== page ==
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Why Choosing the Preferred Sanitation Solution Should Be More Like Grocery Shopping

Guy Hutton's picture

When we go to the supermarket, our decision-making is considerably aided by having the price, ingredients and source of goods clearly labeled. This allows us to rapidly compare the characteristics, perceived benefits, and price of different products to make what is usually an informed and instantaneous purchase decision. 

When it comes to making investment choices for public programs, we do not traditionally have the same luxury of information. The full benefits and costs of those interventions, including the long-term costs to maintain and operate a service, are rarely understood or taken into account in the decision. As a result, public decisions are usually made based on the most visible costs (capital investment required from the public budget), historical choices and the political process. 

Working in Urban Water? IBNET Can Help.

Alexander Danilenko's picture

If you are working on an urban water project, what information do you need?  You likely want to know what your project’s water utility knows. How else can you start talking to each other to have a productive discussion, using the same language and standards?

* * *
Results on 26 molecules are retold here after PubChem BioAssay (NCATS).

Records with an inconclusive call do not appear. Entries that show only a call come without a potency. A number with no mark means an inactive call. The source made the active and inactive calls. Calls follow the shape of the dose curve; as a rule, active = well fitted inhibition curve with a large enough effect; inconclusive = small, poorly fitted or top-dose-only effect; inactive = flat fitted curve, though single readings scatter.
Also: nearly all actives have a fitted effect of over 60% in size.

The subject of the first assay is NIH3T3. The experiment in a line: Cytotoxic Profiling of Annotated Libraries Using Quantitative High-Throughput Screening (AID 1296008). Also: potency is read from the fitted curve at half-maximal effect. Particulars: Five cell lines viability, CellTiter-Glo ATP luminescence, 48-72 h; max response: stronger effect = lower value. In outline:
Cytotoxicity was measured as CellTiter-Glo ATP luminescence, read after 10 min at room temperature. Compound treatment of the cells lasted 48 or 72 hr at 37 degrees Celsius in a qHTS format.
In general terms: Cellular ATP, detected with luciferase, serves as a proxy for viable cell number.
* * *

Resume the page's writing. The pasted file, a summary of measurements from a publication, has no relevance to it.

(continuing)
3 Innovative Ways to Manage Rural Water Supply

Meleesa Naughton's picture
With 70% of the world's extreme poor living in rural areas, and improved water access still lacking for close to 768 million people around the world, investing in safe and sustainable drinking water for rural populations is important to our goal of eradicating extreme poverty within our generation.

When compared to urban water supply, rural areas present a different set of challenges:

Often, the cost per capita of constructing water systems is higher in rural than in urban areas, due to a smaller population which is scattered over a large area. This, in turn, leads to high operating costs, to be recovered by fewer users.

Most importantly, there may not always be an obvious institution to take the responsibility of managing and operating the system after construction. This institutional vacuum leads to poor collection of water fees, and ultimately to poor operation and maintenance of the rural water systems.